The City of the Battle Creek is the second Michigan community to take on an entirely new way of budgeting, with the help of a Denver-based firm dedicated to helping local governments address their fiscal health and long-term wellness.
Through priority based budgeting, staff is reviewing the entire city organization, identifying all programs, their costs, and their relevance through prioritizing each. This process has been implemented by almost 100 local governments across the United States and Canada and is recognized as a best practice by organizations like the International City/County Management Association (ICMA); the Government Finance Officers Association (GFOA); the Alliance for Innovation and the National League of Cities (NLC).
Organizations that use priority based budgeting believe it increases the level of accountability and transparency and better communicates how resources are allocated through the budget process to achieve priorities of the community.
This is a new process for the city, and not a small one to begin, but moving in this direction was a goal City Manager Rebecca Fleury brought to the organization when she was hired in 2014.
“Understanding what our community thinks are our most important services is key to good governance,” Fleury said. “It is vital to the City Commission and this administration. Priority Based Budgeting helps us focus on these and align our resources to be the most efficient and effective in providing services. PBB is a transparent way to ensure, as public servants, we are being good stewards of the tax dollars with which we are entrusted.”
The goal of PBB is to make sure the city is spending tax dollars on the highest priority programs that meet eight "results," the term used to identify the role of city government. Through focus groups, surveys and workshops with staff and city commissioners, the City of Battle Creek's results are:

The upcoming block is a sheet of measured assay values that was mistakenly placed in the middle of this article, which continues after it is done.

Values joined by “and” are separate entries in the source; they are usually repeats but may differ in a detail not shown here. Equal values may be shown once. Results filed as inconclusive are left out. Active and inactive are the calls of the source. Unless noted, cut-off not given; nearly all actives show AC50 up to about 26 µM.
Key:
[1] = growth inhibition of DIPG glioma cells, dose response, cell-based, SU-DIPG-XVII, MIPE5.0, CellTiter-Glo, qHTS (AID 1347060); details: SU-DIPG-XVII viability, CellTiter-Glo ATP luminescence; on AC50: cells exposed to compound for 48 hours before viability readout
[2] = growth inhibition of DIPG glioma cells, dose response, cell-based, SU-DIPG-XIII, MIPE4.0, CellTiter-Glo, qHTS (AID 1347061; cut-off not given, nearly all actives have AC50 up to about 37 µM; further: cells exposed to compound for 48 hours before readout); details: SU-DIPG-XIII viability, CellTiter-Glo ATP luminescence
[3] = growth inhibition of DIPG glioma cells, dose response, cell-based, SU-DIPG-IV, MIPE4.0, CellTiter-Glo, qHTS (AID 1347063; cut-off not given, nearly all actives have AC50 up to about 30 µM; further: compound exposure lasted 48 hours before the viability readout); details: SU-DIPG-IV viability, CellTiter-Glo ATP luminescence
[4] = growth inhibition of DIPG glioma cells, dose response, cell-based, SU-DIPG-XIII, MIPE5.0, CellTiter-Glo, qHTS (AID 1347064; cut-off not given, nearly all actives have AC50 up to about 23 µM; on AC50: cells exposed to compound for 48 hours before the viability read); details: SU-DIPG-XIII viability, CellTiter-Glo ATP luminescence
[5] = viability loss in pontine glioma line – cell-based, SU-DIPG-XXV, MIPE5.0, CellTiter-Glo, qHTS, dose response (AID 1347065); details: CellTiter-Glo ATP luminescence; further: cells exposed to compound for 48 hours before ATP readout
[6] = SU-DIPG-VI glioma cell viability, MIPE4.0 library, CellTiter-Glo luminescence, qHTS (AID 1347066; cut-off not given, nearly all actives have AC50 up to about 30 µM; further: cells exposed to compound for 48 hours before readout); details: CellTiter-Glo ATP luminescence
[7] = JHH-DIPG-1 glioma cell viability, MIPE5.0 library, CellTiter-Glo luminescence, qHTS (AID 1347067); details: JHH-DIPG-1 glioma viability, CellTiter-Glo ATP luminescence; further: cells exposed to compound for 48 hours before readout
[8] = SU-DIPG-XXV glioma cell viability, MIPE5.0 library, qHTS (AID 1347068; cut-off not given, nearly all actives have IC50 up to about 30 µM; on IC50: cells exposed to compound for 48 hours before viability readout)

1. Access to recreational, cultural and leisure opportunities
2. Connected, accessible and reliable transportation network
3. Economic vitality
4. Environmental stewardship
5. Reliable and up-to-date infrastructure
6. Residents and visitors feel safe
7. Vibrant, healthy neighborhoods
8. Well-planned growth and development
The Center for Priority Based Budgeting has worked with the city along the way, as we work to fully implement this budgeting process in our next fiscal year, starting July 1. The CPBB helped develop "results maps," which detail the factors that influence the way we achieve those results. Staff then worked through a process of creating a program inventory in each department and assigning a value to each.
City staff and community members were asked to fill out a survey last spring to help inform those results maps.
The CPBB next will help the city develop a method for allocating our resources, based on our priorities. We will have a customized diagnostic tool that will assess spending in terms of our identified priorities (more information to come on that in the future), develop "target budgets" for departments, and analyze programs. Prioritizing in this way will help the city visualize and analyze how we spend money and how we might adjust spending according to our stated results and priorities.
Keep up with our progress with priority based budgeting at our website, www.battlecreekmi.gov. Hover over I Want To… and, under Learn About, click Priority Based Budgeting. Also learn more about PBB by visiting www.pbbcenter.org.